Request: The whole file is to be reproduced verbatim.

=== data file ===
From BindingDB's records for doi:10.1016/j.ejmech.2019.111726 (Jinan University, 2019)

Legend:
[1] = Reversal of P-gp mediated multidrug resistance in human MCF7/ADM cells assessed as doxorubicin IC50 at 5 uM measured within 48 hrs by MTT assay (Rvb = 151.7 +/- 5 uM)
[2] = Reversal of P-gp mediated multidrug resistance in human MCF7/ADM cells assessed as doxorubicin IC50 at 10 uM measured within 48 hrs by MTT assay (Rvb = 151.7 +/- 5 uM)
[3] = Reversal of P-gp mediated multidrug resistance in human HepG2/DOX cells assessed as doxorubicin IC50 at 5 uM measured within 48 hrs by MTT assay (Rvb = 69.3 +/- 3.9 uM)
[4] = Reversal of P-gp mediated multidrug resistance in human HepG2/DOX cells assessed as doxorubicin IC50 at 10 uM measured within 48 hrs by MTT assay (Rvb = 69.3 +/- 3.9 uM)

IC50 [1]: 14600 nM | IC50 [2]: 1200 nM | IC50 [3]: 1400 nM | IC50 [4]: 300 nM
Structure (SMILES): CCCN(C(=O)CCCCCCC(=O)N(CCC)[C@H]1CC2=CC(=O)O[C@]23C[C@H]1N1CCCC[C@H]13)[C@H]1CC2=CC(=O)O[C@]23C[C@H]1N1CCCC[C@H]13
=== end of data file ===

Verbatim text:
From BindingDB's records for doi:10.1016/j.ejmech.2019.111726 (Jinan University, 2019)

Legend:
[1] = Reversal of P-gp mediated multidrug resistance in human MCF7/ADM cells assessed as doxorubicin IC50 at 5 uM measured within 48 hrs by MTT assay (Rvb = 151.7 +/- 5 uM)
[2] = Reversal of P-gp mediated multidrug resistance in human MCF7/ADM cells assessed as doxorubicin IC50 at 10 uM measured within 48 hrs by MTT assay (Rvb = 151.7 +/- 5 uM)
[3] = Reversal of P-gp mediated multidrug resistance in human HepG2/DOX cells assessed as doxorubicin IC50 at 5 uM measured within 48 hrs by MTT assay (Rvb = 69.3 +/- 3.9 uM)
[4] = Reversal of P-gp mediated multidrug resistance in human HepG2/DOX cells assessed as doxorubicin IC50 at 10 uM measured within 48 hrs by MTT assay (Rvb = 69.3 +/- 3.9 uM)

IC50 [1]: 14600 nM | IC50 [2]: 1200 nM | IC50 [3]: 1400 nM | IC50 [4]: 300 nM
Structure (SMILES): CCCN(C(=O)CCCCCCC(=O)N(CCC)[C@H]1CC2=CC(=O)O[C@]23C[C@H]1N1CCCC[C@H]13)[C@H]1CC2=CC(=O)O[C@]23C[C@H]1N1CCCC[C@H]13